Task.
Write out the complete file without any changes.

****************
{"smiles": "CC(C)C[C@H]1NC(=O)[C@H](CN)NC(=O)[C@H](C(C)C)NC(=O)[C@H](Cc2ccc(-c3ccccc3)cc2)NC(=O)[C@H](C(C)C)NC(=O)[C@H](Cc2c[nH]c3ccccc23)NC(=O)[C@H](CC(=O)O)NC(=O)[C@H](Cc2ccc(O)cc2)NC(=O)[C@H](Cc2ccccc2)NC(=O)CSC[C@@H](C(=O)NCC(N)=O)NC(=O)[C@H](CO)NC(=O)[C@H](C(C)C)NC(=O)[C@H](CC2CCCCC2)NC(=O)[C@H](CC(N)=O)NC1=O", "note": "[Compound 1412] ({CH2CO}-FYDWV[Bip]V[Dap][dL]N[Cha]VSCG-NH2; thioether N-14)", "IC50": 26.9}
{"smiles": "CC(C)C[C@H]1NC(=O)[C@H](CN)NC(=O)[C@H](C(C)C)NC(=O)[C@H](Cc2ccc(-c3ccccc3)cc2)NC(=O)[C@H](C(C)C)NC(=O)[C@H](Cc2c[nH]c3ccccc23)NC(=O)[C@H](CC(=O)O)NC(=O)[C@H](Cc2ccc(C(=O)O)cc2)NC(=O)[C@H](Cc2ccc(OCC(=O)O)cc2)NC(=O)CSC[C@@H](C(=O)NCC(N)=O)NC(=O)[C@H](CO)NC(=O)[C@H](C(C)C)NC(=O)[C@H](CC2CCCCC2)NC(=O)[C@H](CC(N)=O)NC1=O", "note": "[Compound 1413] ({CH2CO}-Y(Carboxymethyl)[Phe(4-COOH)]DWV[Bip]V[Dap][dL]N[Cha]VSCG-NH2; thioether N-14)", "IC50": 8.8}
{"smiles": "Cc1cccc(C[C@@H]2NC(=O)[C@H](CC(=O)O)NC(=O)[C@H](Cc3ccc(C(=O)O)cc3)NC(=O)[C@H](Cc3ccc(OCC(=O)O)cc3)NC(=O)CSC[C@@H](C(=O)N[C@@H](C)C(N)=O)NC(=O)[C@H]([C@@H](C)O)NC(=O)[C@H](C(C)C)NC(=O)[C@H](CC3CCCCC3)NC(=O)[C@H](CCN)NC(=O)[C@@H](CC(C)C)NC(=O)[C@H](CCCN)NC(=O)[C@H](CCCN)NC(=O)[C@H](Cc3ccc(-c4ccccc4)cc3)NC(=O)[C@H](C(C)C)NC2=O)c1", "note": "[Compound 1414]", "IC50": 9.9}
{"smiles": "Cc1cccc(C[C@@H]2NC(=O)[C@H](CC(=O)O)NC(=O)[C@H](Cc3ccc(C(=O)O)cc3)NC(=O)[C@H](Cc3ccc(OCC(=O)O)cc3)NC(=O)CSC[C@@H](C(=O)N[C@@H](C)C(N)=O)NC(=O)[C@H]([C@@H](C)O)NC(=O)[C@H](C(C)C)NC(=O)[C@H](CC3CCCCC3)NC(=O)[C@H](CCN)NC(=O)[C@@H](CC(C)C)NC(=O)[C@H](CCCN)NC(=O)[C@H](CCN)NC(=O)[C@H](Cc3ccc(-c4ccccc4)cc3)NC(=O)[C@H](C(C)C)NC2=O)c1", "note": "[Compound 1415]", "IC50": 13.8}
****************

{"smiles": "CC(C)C[C@H]1NC(=O)[C@H](CN)NC(=O)[C@H](C(C)C)NC(=O)[C@H](Cc2ccc(-c3ccccc3)cc2)NC(=O)[C@H](C(C)C)NC(=O)[C@H](Cc2c[nH]c3ccccc23)NC(=O)[C@H](CC(=O)O)NC(=O)[C@H](Cc2ccc(O)cc2)NC(=O)[C@H](Cc2ccccc2)NC(=O)CSC[C@@H](C(=O)NCC(N)=O)NC(=O)[C@H](CO)NC(=O)[C@H](C(C)C)NC(=O)[C@H](CC2CCCCC2)NC(=O)[C@H](CC(N)=O)NC1=O", "note": "[Compound 1412] ({CH2CO}-FYDWV[Bip]V[Dap][dL]N[Cha]VSCG-NH2; thioether N-14)", "IC50": 26.9}
{"smiles": "CC(C)C[C@H]1NC(=O)[C@H](CN)NC(=O)[C@H](C(C)C)NC(=O)[C@H](Cc2ccc(-c3ccccc3)cc2)NC(=O)[C@H](C(C)C)NC(=O)[C@H](Cc2c[nH]c3ccccc23)NC(=O)[C@H](CC(=O)O)NC(=O)[C@H](Cc2ccc(C(=O)O)cc2)NC(=O)[C@H](Cc2ccc(OCC(=O)O)cc2)NC(=O)CSC[C@@H](C(=O)NCC(N)=O)NC(=O)[C@H](CO)NC(=O)[C@H](C(C)C)NC(=O)[C@H](CC2CCCCC2)NC(=O)[C@H](CC(N)=O)NC1=O", "note": "[Compound 1413] ({CH2CO}-Y(Carboxymethyl)[Phe(4-COOH)]DWV[Bip]V[Dap][dL]N[Cha]VSCG-NH2; thioether N-14)", "IC50": 8.8}
{"smiles": "Cc1cccc(C[C@@H]2NC(=O)[C@H](CC(=O)O)NC(=O)[C@H](Cc3ccc(C(=O)O)cc3)NC(=O)[C@H](Cc3ccc(OCC(=O)O)cc3)NC(=O)CSC[C@@H](C(=O)N[C@@H](C)C(N)=O)NC(=O)[C@H]([C@@H](C)O)NC(=O)[C@H](C(C)C)NC(=O)[C@H](CC3CCCCC3)NC(=O)[C@H](CCN)NC(=O)[C@@H](CC(C)C)NC(=O)[C@H](CCCN)NC(=O)[C@H](CCCN)NC(=O)[C@H](Cc3ccc(-c4ccccc4)cc3)NC(=O)[C@H](C(C)C)NC2=O)c1", "note": "[Compound 1414]", "IC50": 9.9}
{"smiles": "Cc1cccc(C[C@@H]2NC(=O)[C@H](CC(=O)O)NC(=O)[C@H](Cc3ccc(C(=O)O)cc3)NC(=O)[C@H](Cc3ccc(OCC(=O)O)cc3)NC(=O)CSC[C@@H](C(=O)N[C@@H](C)C(N)=O)NC(=O)[C@H]([C@@H](C)O)NC(=O)[C@H](C(C)C)NC(=O)[C@H](CC3CCCCC3)NC(=O)[C@H](CCN)NC(=O)[C@@H](CC(C)C)NC(=O)[C@H](CCCN)NC(=O)[C@H](CCN)NC(=O)[C@H](Cc3ccc(-c4ccccc4)cc3)NC(=O)[C@H](C(C)C)NC2=O)c1", "note": "[Compound 1415]", "IC50": 13.8}